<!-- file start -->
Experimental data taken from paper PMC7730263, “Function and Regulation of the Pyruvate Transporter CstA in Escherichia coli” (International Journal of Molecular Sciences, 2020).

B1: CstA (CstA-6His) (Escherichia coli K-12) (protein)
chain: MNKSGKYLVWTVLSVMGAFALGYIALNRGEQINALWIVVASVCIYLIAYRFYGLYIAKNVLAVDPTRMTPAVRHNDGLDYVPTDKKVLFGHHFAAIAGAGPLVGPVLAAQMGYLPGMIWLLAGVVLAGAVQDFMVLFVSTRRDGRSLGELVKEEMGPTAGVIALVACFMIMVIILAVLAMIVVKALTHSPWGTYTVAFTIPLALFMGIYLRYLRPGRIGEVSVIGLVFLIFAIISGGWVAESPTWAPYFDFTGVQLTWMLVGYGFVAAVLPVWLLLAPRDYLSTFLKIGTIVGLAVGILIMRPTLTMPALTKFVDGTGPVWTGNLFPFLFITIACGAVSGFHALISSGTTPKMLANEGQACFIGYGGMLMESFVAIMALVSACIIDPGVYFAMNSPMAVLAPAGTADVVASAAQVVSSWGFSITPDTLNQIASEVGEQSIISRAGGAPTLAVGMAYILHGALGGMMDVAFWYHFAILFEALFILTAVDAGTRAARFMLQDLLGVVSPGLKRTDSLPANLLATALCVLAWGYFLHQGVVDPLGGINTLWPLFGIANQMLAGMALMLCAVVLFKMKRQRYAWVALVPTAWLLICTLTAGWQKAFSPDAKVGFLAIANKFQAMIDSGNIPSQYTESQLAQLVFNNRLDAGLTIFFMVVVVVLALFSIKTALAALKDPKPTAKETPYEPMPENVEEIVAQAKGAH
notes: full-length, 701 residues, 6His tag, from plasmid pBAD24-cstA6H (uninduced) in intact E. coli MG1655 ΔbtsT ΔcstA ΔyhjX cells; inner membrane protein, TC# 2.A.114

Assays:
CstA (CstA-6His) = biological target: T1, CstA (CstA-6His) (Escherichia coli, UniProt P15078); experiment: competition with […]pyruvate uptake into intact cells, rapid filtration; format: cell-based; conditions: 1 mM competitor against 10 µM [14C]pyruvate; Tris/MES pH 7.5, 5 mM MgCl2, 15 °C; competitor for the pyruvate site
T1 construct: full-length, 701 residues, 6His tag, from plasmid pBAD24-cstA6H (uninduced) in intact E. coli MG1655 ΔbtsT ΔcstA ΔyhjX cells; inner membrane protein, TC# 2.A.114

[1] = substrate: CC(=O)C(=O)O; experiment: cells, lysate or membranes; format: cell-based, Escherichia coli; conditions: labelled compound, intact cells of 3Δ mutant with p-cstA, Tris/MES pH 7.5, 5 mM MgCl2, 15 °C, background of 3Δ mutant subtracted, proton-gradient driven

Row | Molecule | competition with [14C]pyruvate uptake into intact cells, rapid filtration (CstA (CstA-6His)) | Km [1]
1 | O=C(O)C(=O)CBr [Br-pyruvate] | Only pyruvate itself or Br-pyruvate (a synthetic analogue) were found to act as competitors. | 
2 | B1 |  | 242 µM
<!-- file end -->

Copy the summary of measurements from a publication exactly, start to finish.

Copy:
Experimental data taken from paper PMC7730263, “Function and Regulation of the Pyruvate Transporter CstA in Escherichia coli” (International Journal of Molecular Sciences, 2020).

B1: CstA (CstA-6His) (Escherichia coli K-12) (protein)
chain: MNKSGKYLVWTVLSVMGAFALGYIALNRGEQINALWIVVASVCIYLIAYRFYGLYIAKNVLAVDPTRMTPAVRHNDGLDYVPTDKKVLFGHHFAAIAGAGPLVGPVLAAQMGYLPGMIWLLAGVVLAGAVQDFMVLFVSTRRDGRSLGELVKEEMGPTAGVIALVACFMIMVIILAVLAMIVVKALTHSPWGTYTVAFTIPLALFMGIYLRYLRPGRIGEVSVIGLVFLIFAIISGGWVAESPTWAPYFDFTGVQLTWMLVGYGFVAAVLPVWLLLAPRDYLSTFLKIGTIVGLAVGILIMRPTLTMPALTKFVDGTGPVWTGNLFPFLFITIACGAVSGFHALISSGTTPKMLANEGQACFIGYGGMLMESFVAIMALVSACIIDPGVYFAMNSPMAVLAPAGTADVVASAAQVVSSWGFSITPDTLNQIASEVGEQSIISRAGGAPTLAVGMAYILHGALGGMMDVAFWYHFAILFEALFILTAVDAGTRAARFMLQDLLGVVSPGLKRTDSLPANLLATALCVLAWGYFLHQGVVDPLGGINTLWPLFGIANQMLAGMALMLCAVVLFKMKRQRYAWVALVPTAWLLICTLTAGWQKAFSPDAKVGFLAIANKFQAMIDSGNIPSQYTESQLAQLVFNNRLDAGLTIFFMVVVVVLALFSIKTALAALKDPKPTAKETPYEPMPENVEEIVAQAKGAH
notes: full-length, 701 residues, 6His tag, from plasmid pBAD24-cstA6H (uninduced) in intact E. coli MG1655 ΔbtsT ΔcstA ΔyhjX cells; inner membrane protein, TC# 2.A.114

Assays:
CstA (CstA-6His) = biological target: T1, CstA (CstA-6His) (Escherichia coli, UniProt P15078); experiment: competition with […]pyruvate uptake into intact cells, rapid filtration; format: cell-based; conditions: 1 mM competitor against 10 µM [14C]pyruvate; Tris/MES pH 7.5, 5 mM MgCl2, 15 °C; competitor for the pyruvate site
T1 construct: full-length, 701 residues, 6His tag, from plasmid pBAD24-cstA6H (uninduced) in intact E. coli MG1655 ΔbtsT ΔcstA ΔyhjX cells; inner membrane protein, TC# 2.A.114

[1] = substrate: CC(=O)C(=O)O; experiment: cells, lysate or membranes; format: cell-based, Escherichia coli; conditions: labelled compound, intact cells of 3Δ mutant with p-cstA, Tris/MES pH 7.5, 5 mM MgCl2, 15 °C, background of 3Δ mutant subtracted, proton-gradient driven

Row | Molecule | competition with [14C]pyruvate uptake into intact cells, rapid filtration (CstA (CstA-6His)) | Km [1]
1 | O=C(O)C(=O)CBr [Br-pyruvate] | Only pyruvate itself or Br-pyruvate (a synthetic analogue) were found to act as competitors. | 
2 | B1 |  | 242 µM